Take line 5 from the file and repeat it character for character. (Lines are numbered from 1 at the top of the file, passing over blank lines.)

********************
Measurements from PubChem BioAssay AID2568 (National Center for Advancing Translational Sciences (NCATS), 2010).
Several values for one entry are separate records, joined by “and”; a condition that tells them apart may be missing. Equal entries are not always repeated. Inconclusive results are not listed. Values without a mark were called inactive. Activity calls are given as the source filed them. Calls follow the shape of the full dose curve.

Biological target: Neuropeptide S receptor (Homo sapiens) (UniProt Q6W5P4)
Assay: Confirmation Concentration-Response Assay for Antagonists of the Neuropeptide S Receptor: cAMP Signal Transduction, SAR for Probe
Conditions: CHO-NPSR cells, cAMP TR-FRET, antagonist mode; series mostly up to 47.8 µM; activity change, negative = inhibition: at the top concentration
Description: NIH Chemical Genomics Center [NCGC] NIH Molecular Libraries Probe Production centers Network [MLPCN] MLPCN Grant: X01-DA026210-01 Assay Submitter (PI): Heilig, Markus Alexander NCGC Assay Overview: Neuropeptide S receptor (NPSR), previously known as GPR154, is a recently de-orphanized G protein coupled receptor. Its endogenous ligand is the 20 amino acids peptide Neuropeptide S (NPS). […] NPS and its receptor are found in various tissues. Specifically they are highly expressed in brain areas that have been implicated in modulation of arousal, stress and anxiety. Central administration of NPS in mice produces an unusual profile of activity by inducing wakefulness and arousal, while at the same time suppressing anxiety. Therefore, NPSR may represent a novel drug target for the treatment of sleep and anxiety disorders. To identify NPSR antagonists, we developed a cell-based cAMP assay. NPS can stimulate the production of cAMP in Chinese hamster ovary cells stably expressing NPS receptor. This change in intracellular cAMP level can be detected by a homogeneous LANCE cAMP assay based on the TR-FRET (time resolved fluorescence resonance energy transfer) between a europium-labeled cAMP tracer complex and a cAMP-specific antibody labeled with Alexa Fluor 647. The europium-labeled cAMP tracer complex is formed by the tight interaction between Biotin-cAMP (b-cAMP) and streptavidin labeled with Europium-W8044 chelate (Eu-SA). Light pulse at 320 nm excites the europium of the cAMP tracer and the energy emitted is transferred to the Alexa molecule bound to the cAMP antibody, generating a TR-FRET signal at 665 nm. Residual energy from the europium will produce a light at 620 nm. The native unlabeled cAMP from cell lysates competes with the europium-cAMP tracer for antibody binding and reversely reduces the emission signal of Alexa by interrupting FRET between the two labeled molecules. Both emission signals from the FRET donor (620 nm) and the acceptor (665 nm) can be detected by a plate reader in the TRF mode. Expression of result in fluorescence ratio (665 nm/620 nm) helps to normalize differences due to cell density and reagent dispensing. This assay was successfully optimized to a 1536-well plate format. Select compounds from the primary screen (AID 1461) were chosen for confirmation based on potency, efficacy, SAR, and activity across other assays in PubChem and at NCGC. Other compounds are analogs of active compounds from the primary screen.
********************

Conditions: CHO-NPSR cells, cAMP TR-FRET, antagonist mode; series mostly up to 47.8 µM; activity change, negative = inhibition: at the top concentration